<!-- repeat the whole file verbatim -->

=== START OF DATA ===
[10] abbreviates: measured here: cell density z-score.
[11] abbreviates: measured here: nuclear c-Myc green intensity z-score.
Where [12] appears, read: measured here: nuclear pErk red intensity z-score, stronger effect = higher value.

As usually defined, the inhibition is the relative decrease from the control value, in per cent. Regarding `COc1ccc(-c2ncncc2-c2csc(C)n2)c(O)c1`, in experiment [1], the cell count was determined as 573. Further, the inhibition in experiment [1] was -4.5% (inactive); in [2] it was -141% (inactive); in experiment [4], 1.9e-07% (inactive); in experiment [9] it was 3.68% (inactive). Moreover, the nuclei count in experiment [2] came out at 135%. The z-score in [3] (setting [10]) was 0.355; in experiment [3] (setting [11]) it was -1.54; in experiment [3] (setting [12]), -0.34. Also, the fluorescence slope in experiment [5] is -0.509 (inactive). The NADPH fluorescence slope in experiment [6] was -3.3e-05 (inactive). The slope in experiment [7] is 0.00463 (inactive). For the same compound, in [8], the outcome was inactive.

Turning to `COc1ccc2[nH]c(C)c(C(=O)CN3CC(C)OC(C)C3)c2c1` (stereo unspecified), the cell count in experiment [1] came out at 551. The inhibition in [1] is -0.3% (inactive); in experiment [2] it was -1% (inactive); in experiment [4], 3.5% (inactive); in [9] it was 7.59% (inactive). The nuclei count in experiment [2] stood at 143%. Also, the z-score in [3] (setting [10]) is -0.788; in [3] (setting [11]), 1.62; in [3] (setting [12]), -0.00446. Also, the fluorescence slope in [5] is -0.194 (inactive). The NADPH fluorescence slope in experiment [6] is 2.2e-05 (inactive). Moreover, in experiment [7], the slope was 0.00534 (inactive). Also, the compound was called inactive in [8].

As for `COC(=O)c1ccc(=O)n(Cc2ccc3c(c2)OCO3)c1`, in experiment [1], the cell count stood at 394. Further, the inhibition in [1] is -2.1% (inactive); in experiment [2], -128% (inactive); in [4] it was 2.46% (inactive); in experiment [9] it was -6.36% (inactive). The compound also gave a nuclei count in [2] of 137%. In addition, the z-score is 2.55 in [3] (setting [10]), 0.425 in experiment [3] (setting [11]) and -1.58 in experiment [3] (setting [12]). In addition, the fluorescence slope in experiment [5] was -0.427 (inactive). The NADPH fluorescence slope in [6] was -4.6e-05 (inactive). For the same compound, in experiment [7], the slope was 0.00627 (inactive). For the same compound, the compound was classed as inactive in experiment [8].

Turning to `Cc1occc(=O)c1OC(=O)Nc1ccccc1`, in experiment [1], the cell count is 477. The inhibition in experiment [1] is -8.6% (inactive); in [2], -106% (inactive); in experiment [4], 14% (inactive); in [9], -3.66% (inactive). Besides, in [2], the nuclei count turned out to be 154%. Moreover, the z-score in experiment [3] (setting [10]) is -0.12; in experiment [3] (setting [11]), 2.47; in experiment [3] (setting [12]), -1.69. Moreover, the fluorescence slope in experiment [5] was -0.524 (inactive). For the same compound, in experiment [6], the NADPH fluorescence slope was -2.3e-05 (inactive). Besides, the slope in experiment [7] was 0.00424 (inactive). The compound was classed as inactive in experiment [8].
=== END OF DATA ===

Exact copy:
[10] abbreviates: measured here: cell density z-score.
[11] abbreviates: measured here: nuclear c-Myc green intensity z-score.
Where [12] appears, read: measured here: nuclear pErk red intensity z-score, stronger effect = higher value.

As usually defined, the inhibition is the relative decrease from the control value, in per cent. Regarding `COc1ccc(-c2ncncc2-c2csc(C)n2)c(O)c1`, in experiment [1], the cell count was determined as 573. Further, the inhibition in experiment [1] was -4.5% (inactive); in [2] it was -141% (inactive); in experiment [4], 1.9e-07% (inactive); in experiment [9] it was 3.68% (inactive). Moreover, the nuclei count in experiment [2] came out at 135%. The z-score in [3] (setting [10]) was 0.355; in experiment [3] (setting [11]) it was -1.54; in experiment [3] (setting [12]), -0.34. Also, the fluorescence slope in experiment [5] is -0.509 (inactive). The NADPH fluorescence slope in experiment [6] was -3.3e-05 (inactive). The slope in experiment [7] is 0.00463 (inactive). For the same compound, in [8], the outcome was inactive.

Turning to `COc1ccc2[nH]c(C)c(C(=O)CN3CC(C)OC(C)C3)c2c1` (stereo unspecified), the cell count in experiment [1] came out at 551. The inhibition in [1] is -0.3% (inactive); in experiment [2] it was -1% (inactive); in experiment [4], 3.5% (inactive); in [9] it was 7.59% (inactive). The nuclei count in experiment [2] stood at 143%. Also, the z-score in [3] (setting [10]) is -0.788; in [3] (setting [11]), 1.62; in [3] (setting [12]), -0.00446. Also, the fluorescence slope in [5] is -0.194 (inactive). The NADPH fluorescence slope in experiment [6] is 2.2e-05 (inactive). Moreover, in experiment [7], the slope was 0.00534 (inactive). Also, the compound was called inactive in [8].

As for `COC(=O)c1ccc(=O)n(Cc2ccc3c(c2)OCO3)c1`, in experiment [1], the cell count stood at 394. Further, the inhibition in [1] is -2.1% (inactive); in experiment [2], -128% (inactive); in [4] it was 2.46% (inactive); in experiment [9] it was -6.36% (inactive). The compound also gave a nuclei count in [2] of 137%. In addition, the z-score is 2.55 in [3] (setting [10]), 0.425 in experiment [3] (setting [11]) and -1.58 in experiment [3] (setting [12]). In addition, the fluorescence slope in experiment [5] was -0.427 (inactive). The NADPH fluorescence slope in [6] was -4.6e-05 (inactive). For the same compound, in experiment [7], the slope was 0.00627 (inactive). For the same compound, the compound was classed as inactive in experiment [8].

Turning to `Cc1occc(=O)c1OC(=O)Nc1ccccc1`, in experiment [1], the cell count is 477. The inhibition in experiment [1] is -8.6% (inactive); in [2], -106% (inactive); in experiment [4], 14% (inactive); in [9], -3.66% (inactive). Besides, in [2], the nuclei count turned out to be 154%. Moreover, the z-score in experiment [3] (setting [10]) is -0.12; in experiment [3] (setting [11]), 2.47; in experiment [3] (setting [12]), -1.69. Moreover, the fluorescence slope in experiment [5] was -0.524 (inactive). For the same compound, in experiment [6], the NADPH fluorescence slope was -2.3e-05 (inactive). Besides, the slope in experiment [7] was 0.00424 (inactive). The compound was classed as inactive in experiment [8].